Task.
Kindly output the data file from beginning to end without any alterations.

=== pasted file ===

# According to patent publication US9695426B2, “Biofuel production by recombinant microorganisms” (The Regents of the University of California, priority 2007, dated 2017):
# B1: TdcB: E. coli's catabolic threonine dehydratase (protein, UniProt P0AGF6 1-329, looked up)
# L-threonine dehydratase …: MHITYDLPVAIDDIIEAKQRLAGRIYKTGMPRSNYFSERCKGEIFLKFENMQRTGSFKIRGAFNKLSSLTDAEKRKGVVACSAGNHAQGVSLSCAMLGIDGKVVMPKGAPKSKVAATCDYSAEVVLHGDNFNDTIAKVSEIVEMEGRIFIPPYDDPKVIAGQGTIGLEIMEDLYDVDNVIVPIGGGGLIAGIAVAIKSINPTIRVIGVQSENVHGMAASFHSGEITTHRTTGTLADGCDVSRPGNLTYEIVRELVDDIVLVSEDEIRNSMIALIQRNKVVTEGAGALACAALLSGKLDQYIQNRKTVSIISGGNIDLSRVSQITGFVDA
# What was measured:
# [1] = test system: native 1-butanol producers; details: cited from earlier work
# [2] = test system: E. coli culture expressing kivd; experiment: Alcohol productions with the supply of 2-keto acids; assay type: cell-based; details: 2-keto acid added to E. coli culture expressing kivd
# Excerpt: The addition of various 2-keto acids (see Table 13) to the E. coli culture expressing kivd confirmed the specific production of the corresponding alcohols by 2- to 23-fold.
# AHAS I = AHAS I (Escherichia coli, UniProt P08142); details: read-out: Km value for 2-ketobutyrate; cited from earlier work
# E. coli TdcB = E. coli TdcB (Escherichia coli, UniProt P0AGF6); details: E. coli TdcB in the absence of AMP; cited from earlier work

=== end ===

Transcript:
# According to patent publication US9695426B2, “Biofuel production by recombinant microorganisms” (The Regents of the University of California, priority 2007, dated 2017):
# B1: TdcB: E. coli's catabolic threonine dehydratase (protein, UniProt P0AGF6 1-329, looked up)
# L-threonine dehydratase …: MHITYDLPVAIDDIIEAKQRLAGRIYKTGMPRSNYFSERCKGEIFLKFENMQRTGSFKIRGAFNKLSSLTDAEKRKGVVACSAGNHAQGVSLSCAMLGIDGKVVMPKGAPKSKVAATCDYSAEVVLHGDNFNDTIAKVSEIVEMEGRIFIPPYDDPKVIAGQGTIGLEIMEDLYDVDNVIVPIGGGGLIAGIAVAIKSINPTIRVIGVQSENVHGMAASFHSGEITTHRTTGTLADGCDVSRPGNLTYEIVRELVDDIVLVSEDEIRNSMIALIQRNKVVTEGAGALACAALLSGKLDQYIQNRKTVSIISGGNIDLSRVSQITGFVDA
# What was measured:
# [1] = test system: native 1-butanol producers; details: cited from earlier work
# [2] = test system: E. coli culture expressing kivd; experiment: Alcohol productions with the supply of 2-keto acids; assay type: cell-based; details: 2-keto acid added to E. coli culture expressing kivd
# Excerpt: The addition of various 2-keto acids (see Table 13) to the E. coli culture expressing kivd confirmed the specific production of the corresponding alcohols by 2- to 23-fold.
# AHAS I = AHAS I (Escherichia coli, UniProt P08142); details: read-out: Km value for 2-ketobutyrate; cited from earlier work
# E. coli TdcB = E. coli TdcB (Escherichia coli, UniProt P0AGF6); details: E. coli TdcB in the absence of AMP; cited from earlier work